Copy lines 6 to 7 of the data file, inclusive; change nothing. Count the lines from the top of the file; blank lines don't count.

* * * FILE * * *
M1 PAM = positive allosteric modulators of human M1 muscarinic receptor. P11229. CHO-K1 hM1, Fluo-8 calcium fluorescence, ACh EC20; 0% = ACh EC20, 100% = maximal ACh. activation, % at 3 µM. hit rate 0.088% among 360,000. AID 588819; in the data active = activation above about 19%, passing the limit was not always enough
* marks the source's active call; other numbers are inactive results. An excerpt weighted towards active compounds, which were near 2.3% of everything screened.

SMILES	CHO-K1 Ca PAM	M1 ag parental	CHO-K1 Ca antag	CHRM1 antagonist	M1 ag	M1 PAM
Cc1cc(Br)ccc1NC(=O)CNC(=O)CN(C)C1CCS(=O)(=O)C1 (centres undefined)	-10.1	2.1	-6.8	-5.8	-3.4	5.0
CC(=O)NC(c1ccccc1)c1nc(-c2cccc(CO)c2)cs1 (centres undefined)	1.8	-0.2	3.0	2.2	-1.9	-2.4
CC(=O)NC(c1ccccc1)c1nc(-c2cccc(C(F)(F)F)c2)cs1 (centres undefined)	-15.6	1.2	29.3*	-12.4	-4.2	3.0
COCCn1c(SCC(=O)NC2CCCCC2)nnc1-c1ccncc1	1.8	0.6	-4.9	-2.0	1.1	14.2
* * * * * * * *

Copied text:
CC(=O)NC(c1ccccc1)c1nc(-c2cccc(C(F)(F)F)c2)cs1 (centres undefined)	-15.6	1.2	29.3*	-12.4	-4.2	3.0
COCCn1c(SCC(=O)NC2CCCCC2)nnc1-c1ccncc1	1.8	0.6	-4.9	-2.0	1.1	14.2